Be Conscious, Not Cautious, With Your Credit Card
Credit can be considered a friend or foe – when used responsibly you can build trustworthiness with lenders to receive more favorable outcomes when shopping for a mortgage, car loan, or even a job. When used irresponsibly, however, you run the risk of damaging your financial future. Establishing wise and sustainable habits is key to creating and maintaining a good credit score. We offer four rules of thumb for using credit responsibly.
- Read the Fine Print
- Reading the fine print is an often overlooked best practice when applying for a new credit card or shopping for a loan. Although it can be tedious, it’s worth understanding the terms and conditions before proceeding. Pay particular attention to the fees, interest rates, and any rewards. Card companies have mastered the art of predatory lending and they often glamorize card offers with images of a beachside vacation or backpacking in Europe. Although these rewards are valid, there’s almost always a catch. While a 50,000 bonus mile offer is appealing, you may end up paying for some of it with an annual fee or other hidden costs. Take the time to read the fine print so you understand what is required of you in accepting a credit card offer. You’ll be more informed so you can decide if the rewards are worth the costs or restrictions. Check out this credit card glossary that can help you understand what to look for in the fine print.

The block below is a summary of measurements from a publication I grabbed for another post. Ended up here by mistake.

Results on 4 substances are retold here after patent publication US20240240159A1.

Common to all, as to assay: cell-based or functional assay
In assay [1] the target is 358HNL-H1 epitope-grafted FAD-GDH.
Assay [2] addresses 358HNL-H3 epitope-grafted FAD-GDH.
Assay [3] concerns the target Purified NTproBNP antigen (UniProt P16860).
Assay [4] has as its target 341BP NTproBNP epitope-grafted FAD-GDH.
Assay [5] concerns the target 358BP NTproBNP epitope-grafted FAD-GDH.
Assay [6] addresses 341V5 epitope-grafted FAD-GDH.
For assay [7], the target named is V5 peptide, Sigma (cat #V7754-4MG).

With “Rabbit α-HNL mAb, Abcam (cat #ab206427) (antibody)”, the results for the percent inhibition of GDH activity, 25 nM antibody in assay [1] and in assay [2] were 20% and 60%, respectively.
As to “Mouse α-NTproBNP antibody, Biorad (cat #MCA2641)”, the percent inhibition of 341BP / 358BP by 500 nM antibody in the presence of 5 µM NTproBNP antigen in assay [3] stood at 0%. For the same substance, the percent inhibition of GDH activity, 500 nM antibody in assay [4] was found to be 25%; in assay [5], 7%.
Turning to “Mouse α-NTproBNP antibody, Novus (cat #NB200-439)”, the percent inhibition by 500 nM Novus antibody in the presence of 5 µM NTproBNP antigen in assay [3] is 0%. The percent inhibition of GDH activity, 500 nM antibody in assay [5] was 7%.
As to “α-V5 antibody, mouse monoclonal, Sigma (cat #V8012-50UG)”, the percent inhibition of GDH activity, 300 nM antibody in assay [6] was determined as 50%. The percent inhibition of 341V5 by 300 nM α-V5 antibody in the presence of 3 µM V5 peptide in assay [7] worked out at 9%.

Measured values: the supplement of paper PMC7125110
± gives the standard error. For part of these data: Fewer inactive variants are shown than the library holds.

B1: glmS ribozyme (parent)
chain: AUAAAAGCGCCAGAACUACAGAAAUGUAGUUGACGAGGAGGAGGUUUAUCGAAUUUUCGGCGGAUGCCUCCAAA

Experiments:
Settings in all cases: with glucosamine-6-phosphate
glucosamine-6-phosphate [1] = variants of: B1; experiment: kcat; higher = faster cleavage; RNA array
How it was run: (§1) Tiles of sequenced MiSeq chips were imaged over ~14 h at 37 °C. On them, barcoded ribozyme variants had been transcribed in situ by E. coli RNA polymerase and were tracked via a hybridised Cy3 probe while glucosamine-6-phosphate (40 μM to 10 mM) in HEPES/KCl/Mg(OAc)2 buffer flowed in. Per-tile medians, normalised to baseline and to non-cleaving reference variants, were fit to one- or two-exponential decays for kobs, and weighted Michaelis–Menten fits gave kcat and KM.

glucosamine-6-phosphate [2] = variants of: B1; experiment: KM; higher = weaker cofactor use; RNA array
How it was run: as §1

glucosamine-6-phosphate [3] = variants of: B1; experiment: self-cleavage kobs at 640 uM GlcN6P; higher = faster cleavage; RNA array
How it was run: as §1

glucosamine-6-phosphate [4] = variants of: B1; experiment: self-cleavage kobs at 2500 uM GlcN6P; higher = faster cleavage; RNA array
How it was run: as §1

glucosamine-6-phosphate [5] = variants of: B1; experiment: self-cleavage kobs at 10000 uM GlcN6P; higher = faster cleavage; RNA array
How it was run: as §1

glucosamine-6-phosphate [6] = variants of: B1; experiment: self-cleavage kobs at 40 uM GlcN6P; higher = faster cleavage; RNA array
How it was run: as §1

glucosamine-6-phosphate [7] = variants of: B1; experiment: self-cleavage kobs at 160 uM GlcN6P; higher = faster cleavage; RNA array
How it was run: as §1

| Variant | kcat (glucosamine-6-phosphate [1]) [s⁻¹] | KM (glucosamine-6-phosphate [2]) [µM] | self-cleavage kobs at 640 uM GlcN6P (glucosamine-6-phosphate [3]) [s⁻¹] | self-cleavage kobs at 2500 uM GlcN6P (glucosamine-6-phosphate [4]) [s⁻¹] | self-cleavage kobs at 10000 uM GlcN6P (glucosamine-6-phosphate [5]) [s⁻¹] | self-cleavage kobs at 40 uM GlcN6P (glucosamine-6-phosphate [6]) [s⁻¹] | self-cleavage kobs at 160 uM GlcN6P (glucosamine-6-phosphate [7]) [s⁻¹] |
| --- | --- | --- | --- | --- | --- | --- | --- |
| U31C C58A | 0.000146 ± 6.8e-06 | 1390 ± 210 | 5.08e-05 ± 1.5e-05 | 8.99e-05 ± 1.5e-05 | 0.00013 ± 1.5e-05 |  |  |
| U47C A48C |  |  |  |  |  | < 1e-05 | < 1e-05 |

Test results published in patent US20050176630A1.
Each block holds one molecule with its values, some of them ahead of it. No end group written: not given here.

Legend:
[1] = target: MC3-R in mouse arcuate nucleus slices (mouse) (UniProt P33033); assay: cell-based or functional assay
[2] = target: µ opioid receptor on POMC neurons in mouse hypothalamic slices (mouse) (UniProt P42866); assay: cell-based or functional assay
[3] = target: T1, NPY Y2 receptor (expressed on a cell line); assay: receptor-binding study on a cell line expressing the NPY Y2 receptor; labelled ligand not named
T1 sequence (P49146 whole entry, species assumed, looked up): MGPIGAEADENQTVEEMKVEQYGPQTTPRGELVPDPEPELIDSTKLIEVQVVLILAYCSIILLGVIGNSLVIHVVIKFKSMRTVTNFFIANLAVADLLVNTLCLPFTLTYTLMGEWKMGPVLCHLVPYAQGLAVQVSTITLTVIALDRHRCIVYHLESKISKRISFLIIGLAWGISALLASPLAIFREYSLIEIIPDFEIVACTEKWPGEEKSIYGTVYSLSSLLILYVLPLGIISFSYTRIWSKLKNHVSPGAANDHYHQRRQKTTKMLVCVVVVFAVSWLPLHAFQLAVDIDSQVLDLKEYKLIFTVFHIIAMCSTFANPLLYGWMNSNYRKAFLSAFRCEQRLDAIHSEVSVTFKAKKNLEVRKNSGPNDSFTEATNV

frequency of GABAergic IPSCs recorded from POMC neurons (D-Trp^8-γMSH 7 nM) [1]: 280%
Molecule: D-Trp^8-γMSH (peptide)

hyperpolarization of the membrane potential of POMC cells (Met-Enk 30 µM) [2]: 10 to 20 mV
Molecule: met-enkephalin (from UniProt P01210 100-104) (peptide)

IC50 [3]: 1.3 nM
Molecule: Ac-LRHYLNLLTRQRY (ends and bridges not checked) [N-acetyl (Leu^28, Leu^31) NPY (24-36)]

- Spend Only What You Can Pay Back
- Research shows that consumers tend to spend more with credit than with cash, for obvious reasons. Getting into a habit of living a borrowed lifestyle can lead to a downward spiral of debt if you spend beyond your means. Although it’s probably easier said than done, committing to a rule of charging only what you can buy with your debit card or cash is a reliable way to set limits for your credit card spending.
- Pay Off Your Balance in Full Every Month
- Payment history is the most influential factor in determining your credit score. You generally have 30 days plus a grace period to make your payments. By paying as much as you can of your credit card bill –at least the minimum due and ideally the entire balance – you’ll minimize your interest costs and keep your credit score in good shape. Making simple changes like enrolling in auto pay or receiving text alerts when your payment is due can help ensure you’ll never miss a payment!
- Think Before Closing Accounts
- It’s no secret that closing your accounts has a negative impact on your credit score. In general, it’s best to keep the card you’ve had for the longest time to maintain a longer credit history. If you need to close accounts, however, start with the cards that carry high interest rates or annual fees. When you call the company to cancel, it doesn’t hurt to explain your reasoning – card companies will often find ways to waive the upcoming annual fee and allow you to negotiate a lower interest rate in an effort to keep you as a customer.
No matter how you choose to use your credit card, we consider it a best practice to obtain and monitor your credit report at least three times a year to ensure your credit habits are sustainable and help you maintain a good credit score. You can find information on how to do so in our piece titled, A Careful Review of Your Credit Report. In addition to your personal review of your credit score, we also suggest that you to enroll in around-the-clock credit monitoring. We highly recommend IdentityForce and encourage you to consider enrolling in their services at Yeske Buie’s negotiated rate.